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Hacker breaches B.C. library system data, demands ransom

Emails and phone numbers of an unknown number of library users may have been accessed

B.C. libraries have been targeted by a hacker who demanded a ransom or they would release user data that includes the phone numbers and email addresses of some clients.

Scott Leslie, the privacy and security officer for the B.C. Libraries Cooperative and says they received an email from the hacker on April 19 claiming to have taken “sensitive” information and threatening to release it if the co-op didn’t pay.

He says the co-op investigated and found some users’ email addresses and phone numbers had been taken, but the hacker didn’t have as much data as they claimed.

Leslie says the co-op didn’t respond and didn’t send any ransom money, though it received several additional emails from the hacker.

The Cariboo Regional District (CRD) says its library was among those involved, and data was obtained about users who received automated notifications from the library between March 27 and April 19.

The CRD says it was notified on April 25 by the BC Libraries Cooperative that the CRD’s integrated library system - named Sitka - had been accessed by a hacker on April 19. While no passwords or content data were stolen, the hacker had access to the e-mail addresses and phone numbers of a number of automated notification patrons.

These patrons could now be open to phishing attempts. The CRD reminded the public in a press release on Friday, May 3 that they and the CRDLN “will not contact you by unsolicited email or text messages to demand an online payment, request personal information or to obtain sensitive information.”

Library services will only contact patrons to provide a receipt for borrowed materials, to let them know that an item they requested is available, and to send reminders to return overdue items.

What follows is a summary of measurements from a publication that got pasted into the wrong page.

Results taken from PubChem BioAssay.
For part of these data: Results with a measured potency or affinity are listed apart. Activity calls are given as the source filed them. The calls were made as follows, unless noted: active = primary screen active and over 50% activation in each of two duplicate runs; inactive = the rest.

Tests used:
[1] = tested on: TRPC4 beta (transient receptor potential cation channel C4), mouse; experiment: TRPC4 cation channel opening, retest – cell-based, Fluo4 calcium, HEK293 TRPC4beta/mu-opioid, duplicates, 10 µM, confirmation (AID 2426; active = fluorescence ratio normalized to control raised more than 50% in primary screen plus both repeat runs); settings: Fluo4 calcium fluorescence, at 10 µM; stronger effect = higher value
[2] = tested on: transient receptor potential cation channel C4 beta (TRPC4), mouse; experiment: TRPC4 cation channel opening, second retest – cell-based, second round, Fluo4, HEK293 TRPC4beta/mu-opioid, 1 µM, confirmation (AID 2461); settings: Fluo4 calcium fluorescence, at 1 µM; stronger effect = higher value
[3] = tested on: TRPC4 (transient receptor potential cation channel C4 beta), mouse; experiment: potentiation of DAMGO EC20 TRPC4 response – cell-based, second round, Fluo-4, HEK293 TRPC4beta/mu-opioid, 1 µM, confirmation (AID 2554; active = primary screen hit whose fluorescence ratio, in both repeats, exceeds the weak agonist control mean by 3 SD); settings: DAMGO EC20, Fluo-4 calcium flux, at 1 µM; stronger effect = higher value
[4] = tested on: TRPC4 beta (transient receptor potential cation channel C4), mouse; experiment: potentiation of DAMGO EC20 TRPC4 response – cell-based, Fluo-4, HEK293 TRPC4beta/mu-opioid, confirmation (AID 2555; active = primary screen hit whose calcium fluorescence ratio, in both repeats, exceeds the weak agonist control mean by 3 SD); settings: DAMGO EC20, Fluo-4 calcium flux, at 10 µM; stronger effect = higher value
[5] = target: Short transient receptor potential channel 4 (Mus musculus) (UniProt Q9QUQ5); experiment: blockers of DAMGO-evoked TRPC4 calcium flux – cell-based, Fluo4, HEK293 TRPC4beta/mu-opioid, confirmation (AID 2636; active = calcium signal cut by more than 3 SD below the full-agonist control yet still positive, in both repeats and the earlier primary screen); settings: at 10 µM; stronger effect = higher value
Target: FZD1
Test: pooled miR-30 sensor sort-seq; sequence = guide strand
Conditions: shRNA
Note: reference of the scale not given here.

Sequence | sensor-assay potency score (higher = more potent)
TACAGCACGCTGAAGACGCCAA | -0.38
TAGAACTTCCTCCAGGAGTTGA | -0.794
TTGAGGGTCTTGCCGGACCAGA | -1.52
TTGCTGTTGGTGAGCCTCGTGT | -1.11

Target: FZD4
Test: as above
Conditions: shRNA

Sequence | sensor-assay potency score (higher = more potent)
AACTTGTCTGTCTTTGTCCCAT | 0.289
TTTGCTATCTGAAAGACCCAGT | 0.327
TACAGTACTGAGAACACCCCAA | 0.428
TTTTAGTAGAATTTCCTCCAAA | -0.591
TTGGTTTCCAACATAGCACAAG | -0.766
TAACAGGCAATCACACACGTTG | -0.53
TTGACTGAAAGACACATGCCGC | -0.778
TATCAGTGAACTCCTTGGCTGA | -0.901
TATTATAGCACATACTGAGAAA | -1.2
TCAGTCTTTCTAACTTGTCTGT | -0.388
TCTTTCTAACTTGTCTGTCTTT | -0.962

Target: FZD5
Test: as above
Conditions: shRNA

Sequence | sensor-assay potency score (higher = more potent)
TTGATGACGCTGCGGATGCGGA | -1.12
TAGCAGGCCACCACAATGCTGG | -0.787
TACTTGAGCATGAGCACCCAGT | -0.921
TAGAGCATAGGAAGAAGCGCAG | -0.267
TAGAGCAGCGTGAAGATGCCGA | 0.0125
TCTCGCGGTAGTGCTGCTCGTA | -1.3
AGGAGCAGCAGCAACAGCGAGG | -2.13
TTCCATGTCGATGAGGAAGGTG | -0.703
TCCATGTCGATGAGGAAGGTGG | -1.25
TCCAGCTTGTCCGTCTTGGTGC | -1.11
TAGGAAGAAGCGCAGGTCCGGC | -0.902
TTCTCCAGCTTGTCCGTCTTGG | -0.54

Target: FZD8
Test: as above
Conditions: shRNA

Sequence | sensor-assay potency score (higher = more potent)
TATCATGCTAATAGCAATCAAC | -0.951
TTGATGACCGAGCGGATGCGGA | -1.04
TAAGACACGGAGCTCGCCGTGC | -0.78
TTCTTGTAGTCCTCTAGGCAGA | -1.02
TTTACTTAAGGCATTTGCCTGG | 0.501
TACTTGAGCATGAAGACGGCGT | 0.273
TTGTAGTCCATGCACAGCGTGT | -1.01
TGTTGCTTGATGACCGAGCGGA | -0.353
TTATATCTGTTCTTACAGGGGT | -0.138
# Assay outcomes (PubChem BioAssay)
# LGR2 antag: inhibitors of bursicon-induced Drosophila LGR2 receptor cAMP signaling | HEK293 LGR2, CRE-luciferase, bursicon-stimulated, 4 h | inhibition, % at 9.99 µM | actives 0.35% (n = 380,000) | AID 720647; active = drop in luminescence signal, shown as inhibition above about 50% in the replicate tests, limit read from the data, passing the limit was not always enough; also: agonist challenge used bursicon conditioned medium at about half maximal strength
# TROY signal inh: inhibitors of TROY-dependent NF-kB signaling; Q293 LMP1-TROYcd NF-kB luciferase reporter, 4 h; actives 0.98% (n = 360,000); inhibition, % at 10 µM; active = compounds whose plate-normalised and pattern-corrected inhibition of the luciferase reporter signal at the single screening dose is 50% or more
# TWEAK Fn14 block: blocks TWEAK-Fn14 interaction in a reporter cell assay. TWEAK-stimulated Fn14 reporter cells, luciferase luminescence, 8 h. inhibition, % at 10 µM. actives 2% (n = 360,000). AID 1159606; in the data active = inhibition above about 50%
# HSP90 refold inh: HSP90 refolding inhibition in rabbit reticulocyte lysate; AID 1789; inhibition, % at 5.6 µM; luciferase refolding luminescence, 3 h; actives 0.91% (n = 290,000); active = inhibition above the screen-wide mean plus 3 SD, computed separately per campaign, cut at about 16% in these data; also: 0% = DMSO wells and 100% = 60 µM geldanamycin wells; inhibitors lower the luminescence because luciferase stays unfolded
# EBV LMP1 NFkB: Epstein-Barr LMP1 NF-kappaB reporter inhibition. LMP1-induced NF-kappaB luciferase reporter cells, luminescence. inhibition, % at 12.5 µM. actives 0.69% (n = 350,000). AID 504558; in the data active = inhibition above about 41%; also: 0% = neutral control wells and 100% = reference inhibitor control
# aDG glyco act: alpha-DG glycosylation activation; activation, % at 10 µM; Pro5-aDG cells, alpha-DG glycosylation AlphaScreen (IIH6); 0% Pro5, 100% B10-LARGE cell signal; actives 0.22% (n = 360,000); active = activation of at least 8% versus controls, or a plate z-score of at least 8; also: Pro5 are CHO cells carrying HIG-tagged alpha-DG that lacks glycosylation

In a release issued on April 29, the BC Libraries Cooperative said the hacker, who claimed to be a security researcher, contacted them and tried to “extort payment for data they had exfiltrated from their servers, threatening to release the data if we did not pay.”

The cooperative said that the hacker had “accessed log file data from a new logging server that the co-op had just implemented on our new cloud hosting infrastructure” which gave them access to the log files that contained the emails and phone numbers.

Leslie would not say approximately how many email addresses and phone numbers were compromised. The actual contents of any emails were not part of the breach, he added.

The B.C. Library Cooperative provides a system used by libraries throughout the province, but Leslie says he doesn’t believe the data hack was specifically targeted.

“This was a case of someone scanning for a known vulnerability, found one and then proceeded to exploit it,” he said in an interview on Friday. “In fact, looking at the evidence that the attacker sent of a public page where they were posting other such attacks, it was clear they were indiscriminate in who they were attacking.”

Leslie says the co-op is reviewing its policies and taking steps to ensure such a cybersecurity incident won’t happen again.

The statement from the co-op issued Monday said the breach affected a new server containing “minimal data.”

“Our best estimation is that the main potential use of the stolen data could be to assist with future spear-phishing attacks,” it says.

The hack is the latest in a series of cybersecurity incidents, including a breach that has shut down London Drugs stores since Sunday, and attacks on other libraries including the Toronto Public Library last October.

“Regardless of any limitations on data breached, we regret this breach happening at all,” the co-operative statement says.

The CRD provided some advice from the Canadian Centre for Cyber Security, which had several resources available to educate people about cybersecurity breaches — including verifying links, filtering spam mail, blocking “bad” IP addresses and backing up their information.

While the library co-op has managed to fix the openeing that allowed the hacker access, it cannot provide a “specific list of affected e-mails.” The CRD said that anyone who has further questions or questions about what the CRDLN is doing to protect the “information of library patrons” can contact the CRD’s Manager of Library Services at 1-800-665-1636 or by email at

The CRD plans to inform the Office of Information and Privacy Commissioner of this data breach as required by the Freedom of Information and Protection of Privacy Act.

— with a file from Canadian Press

READ MORE: London Drugs stores remain closed as firm probes potential data breach

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